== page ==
While Detroit’s cavalcade of garage bands may be a tribute to the city’s automotive past, only one has represented their hometown’s musical history. Headed by scene godfather Mick Collins, the Dirtbombs have a sound that can’t be contained by a mere concrete outbuilding: soul, punk, glam, r&b, and plain ol’ fashioned, unfashionable rock ‘n’ roll pump up a sound big enough to fill Henry Ford’s mansion and tear apart far larger houses when they play live. Their 2001 covers album, Ultraglide in Black, did Motown proud from Smokey to Stevie. The disc met with overwhelming praise from Mensa members and ex-cons alike, but some of it carried a dis—great band, sure, but with no songs of their own.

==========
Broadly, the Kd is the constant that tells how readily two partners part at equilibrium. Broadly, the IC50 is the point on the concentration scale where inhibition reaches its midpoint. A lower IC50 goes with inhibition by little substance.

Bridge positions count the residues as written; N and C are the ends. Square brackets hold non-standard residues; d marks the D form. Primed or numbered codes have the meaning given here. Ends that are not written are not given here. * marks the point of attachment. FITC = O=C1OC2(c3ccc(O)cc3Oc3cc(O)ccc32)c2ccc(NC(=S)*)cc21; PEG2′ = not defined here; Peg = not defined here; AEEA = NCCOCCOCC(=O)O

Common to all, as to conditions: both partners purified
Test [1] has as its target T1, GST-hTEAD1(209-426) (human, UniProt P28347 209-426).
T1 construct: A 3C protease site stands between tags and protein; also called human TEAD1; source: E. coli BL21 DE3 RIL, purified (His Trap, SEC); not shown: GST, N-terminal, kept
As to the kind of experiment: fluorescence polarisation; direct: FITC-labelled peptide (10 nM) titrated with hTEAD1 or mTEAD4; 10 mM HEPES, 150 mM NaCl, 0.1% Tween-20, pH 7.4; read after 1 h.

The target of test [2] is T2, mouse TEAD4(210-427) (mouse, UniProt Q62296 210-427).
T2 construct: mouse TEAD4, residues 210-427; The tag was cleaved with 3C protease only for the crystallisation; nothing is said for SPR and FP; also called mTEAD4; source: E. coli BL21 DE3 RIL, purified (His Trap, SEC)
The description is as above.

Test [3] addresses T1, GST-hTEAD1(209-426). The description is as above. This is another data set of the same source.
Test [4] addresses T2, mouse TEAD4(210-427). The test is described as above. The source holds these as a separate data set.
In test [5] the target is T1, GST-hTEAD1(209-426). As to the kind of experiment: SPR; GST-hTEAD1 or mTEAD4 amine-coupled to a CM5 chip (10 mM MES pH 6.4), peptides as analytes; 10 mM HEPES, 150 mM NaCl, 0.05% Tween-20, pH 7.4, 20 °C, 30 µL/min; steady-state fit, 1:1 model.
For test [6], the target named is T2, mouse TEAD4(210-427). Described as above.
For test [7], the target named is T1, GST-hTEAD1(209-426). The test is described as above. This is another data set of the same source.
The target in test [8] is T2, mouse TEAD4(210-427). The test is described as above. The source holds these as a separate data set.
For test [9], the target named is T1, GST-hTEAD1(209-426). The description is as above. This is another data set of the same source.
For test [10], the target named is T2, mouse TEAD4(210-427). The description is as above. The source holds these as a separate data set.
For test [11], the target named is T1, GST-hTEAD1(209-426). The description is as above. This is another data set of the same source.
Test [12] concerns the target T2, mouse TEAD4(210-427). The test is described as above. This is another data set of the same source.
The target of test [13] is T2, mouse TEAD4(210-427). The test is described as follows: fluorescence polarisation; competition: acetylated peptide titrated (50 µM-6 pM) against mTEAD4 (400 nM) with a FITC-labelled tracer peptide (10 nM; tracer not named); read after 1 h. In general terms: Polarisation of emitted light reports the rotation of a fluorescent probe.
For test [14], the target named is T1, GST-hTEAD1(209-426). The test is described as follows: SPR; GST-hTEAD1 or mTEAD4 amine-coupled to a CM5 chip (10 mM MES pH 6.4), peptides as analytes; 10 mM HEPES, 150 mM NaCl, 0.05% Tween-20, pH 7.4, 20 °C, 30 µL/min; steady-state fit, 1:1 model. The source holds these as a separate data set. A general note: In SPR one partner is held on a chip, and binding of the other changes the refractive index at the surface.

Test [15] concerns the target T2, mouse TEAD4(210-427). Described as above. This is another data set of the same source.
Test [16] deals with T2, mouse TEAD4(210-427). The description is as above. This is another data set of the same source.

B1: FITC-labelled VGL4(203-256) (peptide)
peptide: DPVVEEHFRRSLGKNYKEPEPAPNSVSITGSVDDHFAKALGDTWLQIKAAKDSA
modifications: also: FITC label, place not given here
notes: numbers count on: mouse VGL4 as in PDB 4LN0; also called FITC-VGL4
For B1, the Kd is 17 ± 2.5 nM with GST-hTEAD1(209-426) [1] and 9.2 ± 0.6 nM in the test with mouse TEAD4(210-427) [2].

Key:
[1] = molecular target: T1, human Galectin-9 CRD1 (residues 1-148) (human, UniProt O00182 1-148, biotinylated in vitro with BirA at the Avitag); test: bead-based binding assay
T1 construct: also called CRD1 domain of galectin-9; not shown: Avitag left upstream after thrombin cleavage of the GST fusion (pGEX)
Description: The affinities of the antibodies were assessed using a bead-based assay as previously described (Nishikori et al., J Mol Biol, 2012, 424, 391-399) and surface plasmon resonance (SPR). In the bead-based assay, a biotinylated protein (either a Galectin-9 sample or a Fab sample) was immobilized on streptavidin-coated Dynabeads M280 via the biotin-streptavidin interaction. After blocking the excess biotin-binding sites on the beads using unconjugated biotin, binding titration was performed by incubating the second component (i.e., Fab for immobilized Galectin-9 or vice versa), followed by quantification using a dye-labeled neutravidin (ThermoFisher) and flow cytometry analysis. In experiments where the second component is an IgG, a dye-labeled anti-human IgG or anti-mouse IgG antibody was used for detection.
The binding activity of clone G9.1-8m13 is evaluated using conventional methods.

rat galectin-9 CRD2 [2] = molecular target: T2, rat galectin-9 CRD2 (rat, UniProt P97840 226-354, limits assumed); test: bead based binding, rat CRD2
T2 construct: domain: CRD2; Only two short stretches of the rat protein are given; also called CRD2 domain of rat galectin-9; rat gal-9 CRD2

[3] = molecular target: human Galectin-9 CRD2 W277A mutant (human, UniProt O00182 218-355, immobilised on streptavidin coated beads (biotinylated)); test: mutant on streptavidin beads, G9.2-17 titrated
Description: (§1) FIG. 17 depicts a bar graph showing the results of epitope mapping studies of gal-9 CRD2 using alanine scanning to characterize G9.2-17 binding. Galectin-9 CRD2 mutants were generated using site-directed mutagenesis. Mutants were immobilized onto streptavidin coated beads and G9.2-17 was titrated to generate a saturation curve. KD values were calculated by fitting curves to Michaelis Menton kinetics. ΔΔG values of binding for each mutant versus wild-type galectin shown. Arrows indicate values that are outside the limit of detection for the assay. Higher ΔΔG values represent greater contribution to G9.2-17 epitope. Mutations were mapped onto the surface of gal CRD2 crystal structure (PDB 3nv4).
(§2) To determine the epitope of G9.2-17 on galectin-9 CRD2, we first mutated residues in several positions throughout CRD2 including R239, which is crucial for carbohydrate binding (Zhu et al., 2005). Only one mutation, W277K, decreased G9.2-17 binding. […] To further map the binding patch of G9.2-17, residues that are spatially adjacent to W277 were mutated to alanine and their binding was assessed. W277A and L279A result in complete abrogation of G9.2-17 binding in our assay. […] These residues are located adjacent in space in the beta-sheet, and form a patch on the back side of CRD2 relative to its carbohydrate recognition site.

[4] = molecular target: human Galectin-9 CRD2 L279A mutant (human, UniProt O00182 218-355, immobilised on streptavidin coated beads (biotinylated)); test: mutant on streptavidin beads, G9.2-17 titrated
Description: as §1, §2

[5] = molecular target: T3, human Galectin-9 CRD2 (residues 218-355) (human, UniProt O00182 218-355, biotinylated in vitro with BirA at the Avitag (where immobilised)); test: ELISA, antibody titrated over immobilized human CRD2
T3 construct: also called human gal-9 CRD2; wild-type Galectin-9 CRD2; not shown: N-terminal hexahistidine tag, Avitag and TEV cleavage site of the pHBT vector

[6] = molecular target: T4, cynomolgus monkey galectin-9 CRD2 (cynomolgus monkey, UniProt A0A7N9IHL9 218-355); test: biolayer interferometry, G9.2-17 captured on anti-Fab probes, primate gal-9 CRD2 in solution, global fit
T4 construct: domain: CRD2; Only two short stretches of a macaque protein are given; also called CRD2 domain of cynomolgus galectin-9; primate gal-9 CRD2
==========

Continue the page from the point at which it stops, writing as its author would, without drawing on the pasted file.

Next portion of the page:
With Dangerous Magical Noise, the Dirtbombs prove otherwise. Perhaps rebuilding some of the 20th century’s greatest songs from the inside out made something click: Collins’s way with a hook has blown up into a stack of tunes that stick, ranging from cranked-up faux-arena rock to spine-shaking rhythm and staccato bounce. Fuzzed-out bitterness with a hip-swinging beat makes “Stupid” ring like Marvin Gaye collaborating with Johnny Rotten; the old school also flavors the hand claps, Hammond organ, and backup songstresses of “F.I.D.O.” Plenty of Motor City bands rev engines, but the Dirtbombs have a tiger in their tank.
This article from the Village Voice Archive was posted on January 20, 2004